With so much of E-Commerce analytics dependent on industry-accepted definitions of pageviews, visitors and visit length, changes in the way that is tracked can have a huge impact. So when Nielsen/NetRatings on Tuesday announced that radical changes it how it tracks Web site popularity, it's something to be seriously examined.
The first impact of the change—which will now measure popularity by how long users linger on sites, not by how many pages they view—was that it sent AOL, Yahoo and MSN way up, leapfrogging Google, according to this well-done Washington Post story. The story reported that IM and E-mail usage was a key factor.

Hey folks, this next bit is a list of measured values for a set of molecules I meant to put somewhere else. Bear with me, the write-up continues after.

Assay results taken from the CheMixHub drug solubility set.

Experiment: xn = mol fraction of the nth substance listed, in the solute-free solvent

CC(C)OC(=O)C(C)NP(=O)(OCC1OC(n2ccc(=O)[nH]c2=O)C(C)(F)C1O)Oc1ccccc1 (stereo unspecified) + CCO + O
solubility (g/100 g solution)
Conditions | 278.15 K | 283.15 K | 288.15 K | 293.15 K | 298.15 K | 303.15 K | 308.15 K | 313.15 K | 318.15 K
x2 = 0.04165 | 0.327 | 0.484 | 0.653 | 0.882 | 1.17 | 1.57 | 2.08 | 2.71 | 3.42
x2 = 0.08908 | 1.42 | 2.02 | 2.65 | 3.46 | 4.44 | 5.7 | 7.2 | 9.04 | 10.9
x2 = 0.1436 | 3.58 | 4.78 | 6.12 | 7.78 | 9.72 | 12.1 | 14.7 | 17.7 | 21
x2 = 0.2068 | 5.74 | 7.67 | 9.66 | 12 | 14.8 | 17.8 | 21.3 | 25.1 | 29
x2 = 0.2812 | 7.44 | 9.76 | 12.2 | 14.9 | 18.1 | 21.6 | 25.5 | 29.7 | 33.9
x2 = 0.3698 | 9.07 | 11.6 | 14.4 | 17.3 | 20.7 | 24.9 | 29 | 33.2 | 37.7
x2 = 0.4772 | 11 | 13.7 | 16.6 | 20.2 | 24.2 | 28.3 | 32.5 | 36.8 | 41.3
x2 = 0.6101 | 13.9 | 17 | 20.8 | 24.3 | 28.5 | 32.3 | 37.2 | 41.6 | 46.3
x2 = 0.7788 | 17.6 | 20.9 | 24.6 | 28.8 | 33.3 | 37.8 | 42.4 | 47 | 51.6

The change in audience measurement comes as the frequent use of online video and streaming sports scores and stock quotes make the number of page views increasingly irrelevant to a Web site's popularity, the story said. "New technology has also altered the way consumers engage sites. For example, a system called Ajax automatically refreshes Web page content without the user clicking to reload the page, which reduced the number of page views in the old rankings. Now new e-mails also appear without pressing the "check mail" button. Nielsen rival ComScore addressed these changes in March by measuring the frequency with which users return to sites." A piece very much worth reading.